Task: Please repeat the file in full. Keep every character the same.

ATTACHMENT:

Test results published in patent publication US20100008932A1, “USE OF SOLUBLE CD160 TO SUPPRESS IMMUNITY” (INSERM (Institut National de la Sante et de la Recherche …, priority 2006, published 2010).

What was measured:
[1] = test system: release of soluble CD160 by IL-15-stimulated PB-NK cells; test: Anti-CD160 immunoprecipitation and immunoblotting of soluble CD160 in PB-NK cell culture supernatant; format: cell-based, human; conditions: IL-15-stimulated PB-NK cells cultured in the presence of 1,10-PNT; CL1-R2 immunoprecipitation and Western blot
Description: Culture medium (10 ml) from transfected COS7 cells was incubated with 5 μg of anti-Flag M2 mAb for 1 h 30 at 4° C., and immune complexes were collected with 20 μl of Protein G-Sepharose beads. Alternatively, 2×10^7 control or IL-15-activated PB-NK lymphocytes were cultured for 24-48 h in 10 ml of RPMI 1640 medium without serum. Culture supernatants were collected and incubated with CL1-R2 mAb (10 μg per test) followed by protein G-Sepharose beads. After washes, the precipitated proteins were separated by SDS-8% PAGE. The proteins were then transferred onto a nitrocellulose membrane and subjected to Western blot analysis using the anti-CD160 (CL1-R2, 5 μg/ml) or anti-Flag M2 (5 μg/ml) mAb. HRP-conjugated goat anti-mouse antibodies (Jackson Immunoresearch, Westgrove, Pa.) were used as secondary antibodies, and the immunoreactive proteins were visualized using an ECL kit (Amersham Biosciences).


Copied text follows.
Test results published in patent publication US20100008932A1, “USE OF SOLUBLE CD160 TO SUPPRESS IMMUNITY” (INSERM (Institut National de la Sante et de la Recherche …, priority 2006, published 2010).

What was measured:
[1] = test system: release of soluble CD160 by IL-15-stimulated PB-NK cells; test: Anti-CD160 immunoprecipitation and immunoblotting of soluble CD160 in PB-NK cell culture supernatant; format: cell-based, human; conditions: IL-15-stimulated PB-NK cells cultured in the presence of 1,10-PNT; CL1-R2 immunoprecipitation and Western blot
Description: Culture medium (10 ml) from transfected COS7 cells was incubated with 5 μg of anti-Flag M2 mAb for 1 h 30 at 4° C., and immune complexes were collected with 20 μl of Protein G-Sepharose beads. Alternatively, 2×10^7 control or IL-15-activated PB-NK lymphocytes were cultured for 24-48 h in 10 ml of RPMI 1640 medium without serum. Culture supernatants were collected and incubated with CL1-R2 mAb (10 μg per test) followed by protein G-Sepharose beads. After washes, the precipitated proteins were separated by SDS-8% PAGE. The proteins were then transferred onto a nitrocellulose membrane and subjected to Western blot analysis using the anti-CD160 (CL1-R2, 5 μg/ml) or anti-Flag M2 (5 μg/ml) mAb. HRP-conjugated goat anti-mouse antibodies (Jackson Immunoresearch, Westgrove, Pa.) were used as secondary antibodies, and the immunoreactive proteins were visualized using an ECL kit (Amersham Biosciences).